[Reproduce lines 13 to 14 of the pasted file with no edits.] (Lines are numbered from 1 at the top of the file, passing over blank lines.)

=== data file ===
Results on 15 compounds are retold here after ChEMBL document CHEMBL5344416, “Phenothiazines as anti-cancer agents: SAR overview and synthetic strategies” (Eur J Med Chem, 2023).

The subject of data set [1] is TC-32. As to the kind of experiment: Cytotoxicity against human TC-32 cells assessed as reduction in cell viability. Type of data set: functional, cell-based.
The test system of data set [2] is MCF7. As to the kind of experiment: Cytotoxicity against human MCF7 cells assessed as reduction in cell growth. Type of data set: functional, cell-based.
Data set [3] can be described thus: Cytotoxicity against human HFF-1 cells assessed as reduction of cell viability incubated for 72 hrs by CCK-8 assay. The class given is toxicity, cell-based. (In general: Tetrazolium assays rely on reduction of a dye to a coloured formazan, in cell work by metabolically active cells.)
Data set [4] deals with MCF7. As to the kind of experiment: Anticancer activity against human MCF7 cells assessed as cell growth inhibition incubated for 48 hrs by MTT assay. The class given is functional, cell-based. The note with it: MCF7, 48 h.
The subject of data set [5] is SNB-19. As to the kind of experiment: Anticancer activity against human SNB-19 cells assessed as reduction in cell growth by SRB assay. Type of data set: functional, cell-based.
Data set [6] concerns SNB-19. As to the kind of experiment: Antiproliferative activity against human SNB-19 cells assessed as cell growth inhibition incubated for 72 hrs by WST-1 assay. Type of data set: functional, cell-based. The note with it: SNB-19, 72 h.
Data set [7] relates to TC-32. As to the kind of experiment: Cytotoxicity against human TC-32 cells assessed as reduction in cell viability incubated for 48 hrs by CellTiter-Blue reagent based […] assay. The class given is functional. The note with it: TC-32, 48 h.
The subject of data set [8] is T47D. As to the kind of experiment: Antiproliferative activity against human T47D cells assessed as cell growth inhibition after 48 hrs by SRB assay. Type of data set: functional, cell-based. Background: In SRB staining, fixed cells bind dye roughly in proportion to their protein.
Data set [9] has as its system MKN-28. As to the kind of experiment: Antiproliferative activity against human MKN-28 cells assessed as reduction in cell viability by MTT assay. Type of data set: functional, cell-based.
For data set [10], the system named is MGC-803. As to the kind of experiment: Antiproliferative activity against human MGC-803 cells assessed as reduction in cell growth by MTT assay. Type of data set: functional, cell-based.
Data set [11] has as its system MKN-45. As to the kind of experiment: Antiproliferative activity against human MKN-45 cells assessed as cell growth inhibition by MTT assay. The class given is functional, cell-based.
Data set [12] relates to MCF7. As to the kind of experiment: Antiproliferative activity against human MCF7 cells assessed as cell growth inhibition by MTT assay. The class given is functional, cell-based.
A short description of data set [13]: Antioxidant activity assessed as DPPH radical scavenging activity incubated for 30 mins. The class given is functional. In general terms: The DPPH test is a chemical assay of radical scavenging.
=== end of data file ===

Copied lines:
Data set [12] relates to MCF7. As to the kind of experiment: Antiproliferative activity against human MCF7 cells assessed as cell growth inhibition by MTT assay. The class given is functional, cell-based.
A short description of data set [13]: Antioxidant activity assessed as DPPH radical scavenging activity incubated for 30 mins. The class given is functional. In general terms: The DPPH test is a chemical assay of radical scavenging.